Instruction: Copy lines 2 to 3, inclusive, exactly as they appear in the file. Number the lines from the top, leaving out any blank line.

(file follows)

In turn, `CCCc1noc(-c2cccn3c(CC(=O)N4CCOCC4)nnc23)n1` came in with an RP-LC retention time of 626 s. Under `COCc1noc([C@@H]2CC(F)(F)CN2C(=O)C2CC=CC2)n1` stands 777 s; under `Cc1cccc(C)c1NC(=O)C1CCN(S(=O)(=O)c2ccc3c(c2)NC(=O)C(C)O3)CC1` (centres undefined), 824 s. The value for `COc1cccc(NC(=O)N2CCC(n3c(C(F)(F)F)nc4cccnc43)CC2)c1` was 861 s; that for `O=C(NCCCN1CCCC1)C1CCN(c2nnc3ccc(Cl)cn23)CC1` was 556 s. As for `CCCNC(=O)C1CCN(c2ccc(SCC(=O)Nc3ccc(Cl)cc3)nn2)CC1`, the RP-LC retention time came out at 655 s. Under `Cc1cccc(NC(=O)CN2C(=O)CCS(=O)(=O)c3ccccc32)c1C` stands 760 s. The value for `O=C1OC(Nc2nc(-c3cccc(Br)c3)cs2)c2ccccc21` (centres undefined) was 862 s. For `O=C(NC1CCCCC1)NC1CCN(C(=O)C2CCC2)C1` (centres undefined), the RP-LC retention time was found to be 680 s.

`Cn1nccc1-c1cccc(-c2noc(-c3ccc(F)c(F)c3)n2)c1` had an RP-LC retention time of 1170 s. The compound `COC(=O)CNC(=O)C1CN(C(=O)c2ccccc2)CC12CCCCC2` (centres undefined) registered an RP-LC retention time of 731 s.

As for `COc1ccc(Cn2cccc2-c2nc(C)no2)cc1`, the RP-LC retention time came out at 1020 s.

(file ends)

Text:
`Cn1nccc1-c1cccc(-c2noc(-c3ccc(F)c(F)c3)n2)c1` had an RP-LC retention time of 1170 s. The compound `COC(=O)CNC(=O)C1CN(C(=O)c2ccccc2)CC12CCCCC2` (centres undefined) registered an RP-LC retention time of 731 s.

As for `COc1ccc(Cn2cccc2-c2nc(C)no2)cc1`, the RP-LC retention time came out at 1020 s.